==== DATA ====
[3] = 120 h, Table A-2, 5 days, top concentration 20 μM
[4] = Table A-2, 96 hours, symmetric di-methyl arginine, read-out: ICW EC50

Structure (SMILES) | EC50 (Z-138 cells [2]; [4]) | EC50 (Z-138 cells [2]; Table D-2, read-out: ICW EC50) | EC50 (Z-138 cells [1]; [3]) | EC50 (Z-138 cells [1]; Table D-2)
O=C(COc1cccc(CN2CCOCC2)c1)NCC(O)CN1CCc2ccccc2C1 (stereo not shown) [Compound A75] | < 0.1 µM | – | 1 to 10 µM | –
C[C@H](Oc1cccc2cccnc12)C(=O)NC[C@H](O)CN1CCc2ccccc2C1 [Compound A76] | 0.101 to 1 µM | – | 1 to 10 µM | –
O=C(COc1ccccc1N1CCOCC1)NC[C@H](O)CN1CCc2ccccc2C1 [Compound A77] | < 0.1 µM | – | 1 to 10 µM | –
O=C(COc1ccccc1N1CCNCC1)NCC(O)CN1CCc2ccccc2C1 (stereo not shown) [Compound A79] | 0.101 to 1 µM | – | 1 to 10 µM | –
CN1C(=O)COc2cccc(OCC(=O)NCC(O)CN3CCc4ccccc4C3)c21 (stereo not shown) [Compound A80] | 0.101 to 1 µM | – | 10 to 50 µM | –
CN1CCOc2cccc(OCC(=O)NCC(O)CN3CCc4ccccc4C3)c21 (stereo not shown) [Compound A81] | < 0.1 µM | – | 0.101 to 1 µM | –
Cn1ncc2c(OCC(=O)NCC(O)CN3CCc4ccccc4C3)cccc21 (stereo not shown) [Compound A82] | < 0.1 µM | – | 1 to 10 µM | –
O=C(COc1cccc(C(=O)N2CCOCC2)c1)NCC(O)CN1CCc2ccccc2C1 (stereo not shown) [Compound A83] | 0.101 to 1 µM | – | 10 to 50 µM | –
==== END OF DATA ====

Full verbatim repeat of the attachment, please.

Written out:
[3] = 120 h, Table A-2, 5 days, top concentration 20 μM
[4] = Table A-2, 96 hours, symmetric di-methyl arginine, read-out: ICW EC50

Structure (SMILES) | EC50 (Z-138 cells [2]; [4]) | EC50 (Z-138 cells [2]; Table D-2, read-out: ICW EC50) | EC50 (Z-138 cells [1]; [3]) | EC50 (Z-138 cells [1]; Table D-2)
O=C(COc1cccc(CN2CCOCC2)c1)NCC(O)CN1CCc2ccccc2C1 (stereo not shown) [Compound A75] | < 0.1 µM | – | 1 to 10 µM | –
C[C@H](Oc1cccc2cccnc12)C(=O)NC[C@H](O)CN1CCc2ccccc2C1 [Compound A76] | 0.101 to 1 µM | – | 1 to 10 µM | –
O=C(COc1ccccc1N1CCOCC1)NC[C@H](O)CN1CCc2ccccc2C1 [Compound A77] | < 0.1 µM | – | 1 to 10 µM | –
O=C(COc1ccccc1N1CCNCC1)NCC(O)CN1CCc2ccccc2C1 (stereo not shown) [Compound A79] | 0.101 to 1 µM | – | 1 to 10 µM | –
CN1C(=O)COc2cccc(OCC(=O)NCC(O)CN3CCc4ccccc4C3)c21 (stereo not shown) [Compound A80] | 0.101 to 1 µM | – | 10 to 50 µM | –
CN1CCOc2cccc(OCC(=O)NCC(O)CN3CCc4ccccc4C3)c21 (stereo not shown) [Compound A81] | < 0.1 µM | – | 0.101 to 1 µM | –
Cn1ncc2c(OCC(=O)NCC(O)CN3CCc4ccccc4C3)cccc21 (stereo not shown) [Compound A82] | < 0.1 µM | – | 1 to 10 µM | –
O=C(COc1cccc(C(=O)N2CCOCC2)c1)NCC(O)CN1CCc2ccccc2C1 (stereo not shown) [Compound A83] | 0.101 to 1 µM | – | 10 to 50 µM | –